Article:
Interest in TIVA for neuroanaesthesia has been well documented in the literature on human medicine [10]. Research on TIVA in goats has become increasingly popular over the past few years [13, 21, 34]. However, information on TIVA protocols applicable to goats is very scarce [34].

Pharmacokinetic studies in various species have revealed that propofol has a large volume of distribution, rapid metabolism and rapid clearance if given by repeated doses or continuous intravenous infusion [28, 35, 36]. The rapid onset, short duration of action and rapid recoveries make this drug potentially useful in ruminants, in which these features are particularly desirable [37]. Plasma clearance of propofol in goats is rapid and exceeds the rate clearance in dogs, horses and humans [36]. Propofol has been used as a continuous intravenous infusion to achieve and maintain general anaesthesia in goats [1, 19,20,21].

The minimum infusion rate of propofol to prevent purposeful movement of the extremities in response to a standardised noxious stimulus in non-premedicated goats is 0.45 mg kg−1 min−1 [38]. In studies undertaken by Dzikiti et al. [39] and Larenza et al. [20], infusion rates of propofol of 0.2 and 0.3 mg kg−1 min−1, respectively, were reported. Both studies co-administrated anaesthetic-sparing agents (fentanyl, midazolam [39]; ketamine [20]), to lower the infusion rates of propofol required to maintain anaesthesia. Nevertheless, Carroll et al. [40] reported a higher dose rate (0.52 mg kg−1 min−1) in pre-medicated (detomidine and butorphanol) goats undergoing orchiectomy and ovariectomy, perhaps because surgical stimulation may exceed the standardised supramaximal stimulus applied in research studies. In our case, the CRI of propofol was 0.2 mg kg−1 min−1, this can be explain for co-administration of lidocaine, midazolam and fentanyl CRI.

Midazolam produces a rapid onset of short-duration, dose-dependent sedation in goats [14, 15] and decreases the induction doses of propofol required [15]. It is associated with minimal adverse cardiovascular effects if administered as pre-anaesthetic medication [15] and at 0.1–0.9 mg kg−1 h−1 for an adjunctive role to general anaesthetic drugs in goats [21, 39]. Midazolam produces marked reductions in drug requirements for general anaesthesia in inhalation and intravenous anaesthesia in goats [21, 39, 41]. Sedative effects of midazolam in goats are dose dependent, therefore, in this case, a higher dose of midazolam might have been used to further decrease the dose of propofol required for maintenance.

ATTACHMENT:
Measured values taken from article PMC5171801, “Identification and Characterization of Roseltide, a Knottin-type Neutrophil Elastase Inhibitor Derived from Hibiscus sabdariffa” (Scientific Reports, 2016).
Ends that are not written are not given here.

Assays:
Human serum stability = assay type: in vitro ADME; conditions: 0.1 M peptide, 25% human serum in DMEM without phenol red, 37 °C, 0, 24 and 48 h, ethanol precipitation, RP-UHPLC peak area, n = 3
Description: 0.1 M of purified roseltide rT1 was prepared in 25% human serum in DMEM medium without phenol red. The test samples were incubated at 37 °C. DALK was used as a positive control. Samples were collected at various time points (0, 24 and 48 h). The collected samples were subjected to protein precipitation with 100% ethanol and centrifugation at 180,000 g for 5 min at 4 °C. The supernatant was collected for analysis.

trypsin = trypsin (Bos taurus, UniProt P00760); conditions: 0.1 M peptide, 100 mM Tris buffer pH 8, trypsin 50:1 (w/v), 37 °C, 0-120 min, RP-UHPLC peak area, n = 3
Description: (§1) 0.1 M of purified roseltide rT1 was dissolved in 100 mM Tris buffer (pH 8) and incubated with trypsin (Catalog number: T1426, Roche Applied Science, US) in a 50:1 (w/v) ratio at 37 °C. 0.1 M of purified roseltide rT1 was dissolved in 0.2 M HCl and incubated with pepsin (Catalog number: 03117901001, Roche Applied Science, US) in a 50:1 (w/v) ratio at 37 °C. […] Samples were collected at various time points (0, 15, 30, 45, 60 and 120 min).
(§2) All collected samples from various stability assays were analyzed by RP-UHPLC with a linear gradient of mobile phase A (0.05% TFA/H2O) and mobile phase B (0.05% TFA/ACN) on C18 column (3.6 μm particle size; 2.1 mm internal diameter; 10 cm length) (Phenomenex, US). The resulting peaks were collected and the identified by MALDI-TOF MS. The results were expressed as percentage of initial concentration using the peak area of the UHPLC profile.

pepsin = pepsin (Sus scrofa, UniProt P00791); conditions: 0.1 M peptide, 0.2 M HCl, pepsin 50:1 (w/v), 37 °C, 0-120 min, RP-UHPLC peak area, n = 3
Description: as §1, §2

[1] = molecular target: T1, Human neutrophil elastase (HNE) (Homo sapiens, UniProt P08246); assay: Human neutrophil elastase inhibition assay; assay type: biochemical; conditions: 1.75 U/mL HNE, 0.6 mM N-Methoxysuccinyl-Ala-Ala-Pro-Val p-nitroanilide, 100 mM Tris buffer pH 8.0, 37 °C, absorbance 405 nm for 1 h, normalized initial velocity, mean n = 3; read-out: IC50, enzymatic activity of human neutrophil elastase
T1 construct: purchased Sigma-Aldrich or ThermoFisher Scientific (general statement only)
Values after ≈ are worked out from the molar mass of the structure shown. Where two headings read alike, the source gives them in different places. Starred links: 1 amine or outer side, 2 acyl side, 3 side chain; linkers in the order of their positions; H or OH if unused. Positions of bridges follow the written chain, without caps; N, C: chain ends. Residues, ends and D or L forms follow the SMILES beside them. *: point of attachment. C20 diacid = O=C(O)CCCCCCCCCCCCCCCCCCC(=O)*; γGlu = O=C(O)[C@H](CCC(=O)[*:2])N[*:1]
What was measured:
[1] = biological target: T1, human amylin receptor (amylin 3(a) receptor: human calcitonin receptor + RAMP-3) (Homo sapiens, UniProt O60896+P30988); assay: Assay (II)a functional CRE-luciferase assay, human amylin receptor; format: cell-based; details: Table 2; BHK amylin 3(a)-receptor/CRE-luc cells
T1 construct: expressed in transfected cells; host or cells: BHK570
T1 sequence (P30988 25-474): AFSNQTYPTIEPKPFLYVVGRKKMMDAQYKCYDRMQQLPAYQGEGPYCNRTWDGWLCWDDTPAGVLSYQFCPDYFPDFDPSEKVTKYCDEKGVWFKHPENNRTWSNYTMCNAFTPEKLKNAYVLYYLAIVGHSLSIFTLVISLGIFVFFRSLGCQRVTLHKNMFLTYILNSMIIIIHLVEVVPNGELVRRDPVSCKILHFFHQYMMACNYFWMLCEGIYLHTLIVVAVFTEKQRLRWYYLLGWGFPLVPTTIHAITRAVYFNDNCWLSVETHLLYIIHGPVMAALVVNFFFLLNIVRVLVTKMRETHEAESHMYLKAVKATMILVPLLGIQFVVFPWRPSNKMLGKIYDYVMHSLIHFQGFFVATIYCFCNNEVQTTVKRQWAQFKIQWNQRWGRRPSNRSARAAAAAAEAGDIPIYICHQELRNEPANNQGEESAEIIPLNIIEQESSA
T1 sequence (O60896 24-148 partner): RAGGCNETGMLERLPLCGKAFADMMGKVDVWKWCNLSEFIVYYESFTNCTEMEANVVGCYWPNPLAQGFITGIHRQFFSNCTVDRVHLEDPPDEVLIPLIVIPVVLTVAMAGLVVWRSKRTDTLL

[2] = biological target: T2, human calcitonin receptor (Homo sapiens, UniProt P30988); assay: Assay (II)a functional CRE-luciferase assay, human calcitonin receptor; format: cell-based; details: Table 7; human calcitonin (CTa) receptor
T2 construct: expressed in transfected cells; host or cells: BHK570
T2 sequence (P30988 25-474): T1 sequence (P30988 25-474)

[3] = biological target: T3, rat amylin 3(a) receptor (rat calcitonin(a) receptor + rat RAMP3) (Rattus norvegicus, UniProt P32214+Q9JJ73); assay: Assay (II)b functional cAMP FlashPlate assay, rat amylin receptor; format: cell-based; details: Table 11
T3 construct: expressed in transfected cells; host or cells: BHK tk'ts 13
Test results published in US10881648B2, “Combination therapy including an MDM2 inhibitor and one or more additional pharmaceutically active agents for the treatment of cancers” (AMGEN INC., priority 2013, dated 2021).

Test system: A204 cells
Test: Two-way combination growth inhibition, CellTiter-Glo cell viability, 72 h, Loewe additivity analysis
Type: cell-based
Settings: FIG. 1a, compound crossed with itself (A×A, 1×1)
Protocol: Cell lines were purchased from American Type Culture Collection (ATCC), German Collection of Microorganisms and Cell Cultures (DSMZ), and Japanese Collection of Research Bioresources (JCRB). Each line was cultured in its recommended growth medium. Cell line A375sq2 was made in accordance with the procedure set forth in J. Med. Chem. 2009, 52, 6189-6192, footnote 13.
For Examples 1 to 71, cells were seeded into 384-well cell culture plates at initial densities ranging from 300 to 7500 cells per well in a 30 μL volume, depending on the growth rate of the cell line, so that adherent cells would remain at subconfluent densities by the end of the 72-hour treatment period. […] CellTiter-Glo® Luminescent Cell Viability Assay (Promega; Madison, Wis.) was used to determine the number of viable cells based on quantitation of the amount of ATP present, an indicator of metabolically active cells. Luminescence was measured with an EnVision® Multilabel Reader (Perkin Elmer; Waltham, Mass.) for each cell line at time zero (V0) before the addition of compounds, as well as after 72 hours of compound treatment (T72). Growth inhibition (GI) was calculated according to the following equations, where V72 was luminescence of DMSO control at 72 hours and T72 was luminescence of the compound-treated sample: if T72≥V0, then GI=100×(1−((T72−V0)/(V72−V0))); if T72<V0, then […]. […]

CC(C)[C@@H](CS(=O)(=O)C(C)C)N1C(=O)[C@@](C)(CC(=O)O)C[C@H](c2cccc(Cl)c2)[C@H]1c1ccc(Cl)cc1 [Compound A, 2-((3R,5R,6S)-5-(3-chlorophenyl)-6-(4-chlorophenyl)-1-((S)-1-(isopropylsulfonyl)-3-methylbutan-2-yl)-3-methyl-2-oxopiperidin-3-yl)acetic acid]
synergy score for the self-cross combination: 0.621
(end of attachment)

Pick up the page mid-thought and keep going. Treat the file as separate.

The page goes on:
Lidocaine was infused immediately after intubation throughout surgery to elicit neuroprotective and analgesic effects. Lidocaine may reduce secondary brain injury by preventing sodium influx into ischemic neurons [42]. Evidence suggests that infusion of an antiarrhythmic dose (1.5–2 mg kg−1) after the onset of brain ischemia reduces the risk of death of neuronal cells and improves neurologic outcome [43].

The synthetic μ-opioid agonist fentanyl is used for the treatment of moderate-to-severe pain. Fentanyl administered via the intravenous route as CRI after a bolus dose could be a useful analgesic adjunct to general anaesthesia in goats [39]. Fentanyl causes minimal adverse effects on cardiopulmonary function in goats, but has been associated with restlessness, increased vocalisation and exaggerated tail wagging during recovery from anaesthesia [39]. Although we used a low dose of fentanyl, to avoid these possible adverse effects and to ensure a smooth recovery and more compliant animal in the postoperative period, a small dose of acepromazine was administered at the end of the surgery. Despite that acepromazine should cause hypotension and vasodilatation and presumably decrease of CPP, we believe that the effects of an excited recovery would be even more damaging in this goat.

In our case, the recovery time was short and adverse effects such as myoclonus (which has been reported in goats recovering from a single dose of propofol [15]) was not observed, unlike in studies were CRI of propofol was used to maintain anaesthesia [21]. One important feature of a neuroanaesthetic protocol is rapid recovery from anaesthesia to allow prompt neurological assessment [10]. Rapid predictable recovery with minimal excitement regardless of the duration of anaesthesia is required to identify postoperative complications (e.g. haemorrhage, increased ICP) and prevent severe neurological impairment and death [23]. Moreover, rapid recovery from anaesthesia is important in ruminants because they are prone to tympany and regurgitation of ruminal contents, which increases the risk of hypoxemia and aspiration of regurgitated ruminal contents [37].


We reported on anaesthetic management in a goat undergoing surgical treatment for cerebral coenurosis. This is the first report of CRI of propofol, lidocaine midazolam and fentanyl in goats. TIVA (achieved by co-administration of propofol, lidocaine, midazolam and fentanyl) for the maintenance of anaesthesia in a ventilated oxygen-supplemented goat undergoing craniectomy resulted in satisfactory anaesthesia with minimal negative impact on cardiopulmonary function as well as good recovery. This method could be an acceptable option for anaesthesia during intracranial surgery in goats.



Cerebral blood flow


Cerebral metabolic rate


Central nervous system


Cerebral perfusion pressure


Continuous rate infusion


Central venous pressure


Cerebral vascular resistance

f R :

Respiratory rate


Heart rate


Invasive blood pressure


Intracranial pressure


Intermittent positive pressure ventilation


Mean arterial blood pressure


Peak inspiratory pressure

SpO2 :

Plethysmographic oxygen saturation


Total intravenous anaesthesia

PE′CO2 :

Partial pressure of expired carbon dioxide